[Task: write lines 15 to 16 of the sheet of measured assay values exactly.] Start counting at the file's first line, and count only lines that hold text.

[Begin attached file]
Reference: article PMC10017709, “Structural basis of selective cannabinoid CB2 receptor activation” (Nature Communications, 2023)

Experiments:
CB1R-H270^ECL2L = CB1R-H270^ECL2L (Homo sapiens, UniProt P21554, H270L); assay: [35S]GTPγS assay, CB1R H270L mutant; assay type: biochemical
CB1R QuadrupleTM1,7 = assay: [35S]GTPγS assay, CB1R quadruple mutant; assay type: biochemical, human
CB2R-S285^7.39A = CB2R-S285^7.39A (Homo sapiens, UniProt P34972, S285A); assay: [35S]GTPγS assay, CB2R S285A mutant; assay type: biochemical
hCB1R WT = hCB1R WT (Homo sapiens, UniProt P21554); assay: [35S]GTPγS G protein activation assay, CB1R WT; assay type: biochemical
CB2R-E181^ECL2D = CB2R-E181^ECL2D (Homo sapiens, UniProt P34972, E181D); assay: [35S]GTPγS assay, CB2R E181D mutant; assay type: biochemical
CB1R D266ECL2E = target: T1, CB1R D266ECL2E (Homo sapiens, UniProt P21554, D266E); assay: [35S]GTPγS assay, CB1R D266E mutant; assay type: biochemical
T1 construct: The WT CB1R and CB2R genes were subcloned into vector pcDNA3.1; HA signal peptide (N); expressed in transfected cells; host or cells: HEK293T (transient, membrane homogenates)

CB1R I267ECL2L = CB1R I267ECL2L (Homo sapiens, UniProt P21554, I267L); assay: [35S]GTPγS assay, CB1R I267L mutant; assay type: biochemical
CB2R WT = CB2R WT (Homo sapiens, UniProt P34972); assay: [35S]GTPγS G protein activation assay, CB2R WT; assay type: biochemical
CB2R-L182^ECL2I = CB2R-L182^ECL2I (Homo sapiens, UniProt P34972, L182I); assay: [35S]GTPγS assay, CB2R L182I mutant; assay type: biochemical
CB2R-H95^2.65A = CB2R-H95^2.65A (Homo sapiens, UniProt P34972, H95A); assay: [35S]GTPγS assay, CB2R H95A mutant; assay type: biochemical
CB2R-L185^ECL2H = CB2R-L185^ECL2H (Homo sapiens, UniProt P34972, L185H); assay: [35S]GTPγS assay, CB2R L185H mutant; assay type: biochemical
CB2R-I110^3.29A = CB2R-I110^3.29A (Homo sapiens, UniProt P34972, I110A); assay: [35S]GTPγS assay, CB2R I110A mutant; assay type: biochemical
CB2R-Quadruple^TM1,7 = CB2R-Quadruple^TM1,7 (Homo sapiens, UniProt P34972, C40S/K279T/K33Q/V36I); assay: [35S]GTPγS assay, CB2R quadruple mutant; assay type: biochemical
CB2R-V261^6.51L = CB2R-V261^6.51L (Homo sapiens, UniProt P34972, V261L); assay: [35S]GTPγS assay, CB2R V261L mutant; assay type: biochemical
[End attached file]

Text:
CB2R-I110^3.29A = CB2R-I110^3.29A (Homo sapiens, UniProt P34972, I110A); assay: [35S]GTPγS assay, CB2R I110A mutant; assay type: biochemical
CB2R-Quadruple^TM1,7 = CB2R-Quadruple^TM1,7 (Homo sapiens, UniProt P34972, C40S/K279T/K33Q/V36I); assay: [35S]GTPγS assay, CB2R quadruple mutant; assay type: biochemical